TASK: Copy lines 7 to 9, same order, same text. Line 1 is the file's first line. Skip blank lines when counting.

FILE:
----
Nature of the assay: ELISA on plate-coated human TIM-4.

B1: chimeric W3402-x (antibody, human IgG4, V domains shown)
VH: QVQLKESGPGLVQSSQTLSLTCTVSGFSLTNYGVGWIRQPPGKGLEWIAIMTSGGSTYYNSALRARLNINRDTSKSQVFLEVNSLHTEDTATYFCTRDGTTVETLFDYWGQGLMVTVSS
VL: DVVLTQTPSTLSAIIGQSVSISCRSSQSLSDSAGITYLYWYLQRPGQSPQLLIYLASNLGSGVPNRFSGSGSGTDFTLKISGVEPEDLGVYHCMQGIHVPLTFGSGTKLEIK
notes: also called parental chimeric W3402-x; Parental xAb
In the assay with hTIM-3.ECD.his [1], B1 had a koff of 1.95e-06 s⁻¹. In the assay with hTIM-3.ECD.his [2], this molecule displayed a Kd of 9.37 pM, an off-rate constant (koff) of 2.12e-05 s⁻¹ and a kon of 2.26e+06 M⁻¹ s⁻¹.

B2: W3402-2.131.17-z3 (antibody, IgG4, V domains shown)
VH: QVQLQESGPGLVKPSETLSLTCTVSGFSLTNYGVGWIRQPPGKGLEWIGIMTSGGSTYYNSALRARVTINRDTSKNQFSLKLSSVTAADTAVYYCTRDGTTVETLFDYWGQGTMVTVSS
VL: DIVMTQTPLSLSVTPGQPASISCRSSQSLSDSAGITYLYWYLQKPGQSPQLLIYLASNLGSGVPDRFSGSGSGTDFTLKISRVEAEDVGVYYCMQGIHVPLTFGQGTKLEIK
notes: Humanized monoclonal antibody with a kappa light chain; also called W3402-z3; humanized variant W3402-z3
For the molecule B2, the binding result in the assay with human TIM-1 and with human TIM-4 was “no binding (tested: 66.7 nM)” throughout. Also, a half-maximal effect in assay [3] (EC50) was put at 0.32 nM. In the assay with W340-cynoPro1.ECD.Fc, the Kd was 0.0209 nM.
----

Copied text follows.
B2: W3402-2.131.17-z3 (antibody, IgG4, V domains shown)
VH: QVQLQESGPGLVKPSETLSLTCTVSGFSLTNYGVGWIRQPPGKGLEWIGIMTSGGSTYYNSALRARVTINRDTSKNQFSLKLSSVTAADTAVYYCTRDGTTVETLFDYWGQGTMVTVSS
VL: DIVMTQTPLSLSVTPGQPASISCRSSQSLSDSAGITYLYWYLQKPGQSPQLLIYLASNLGSGVPDRFSGSGSGTDFTLKISRVEAEDVGVYYCMQGIHVPLTFGQGTKLEIK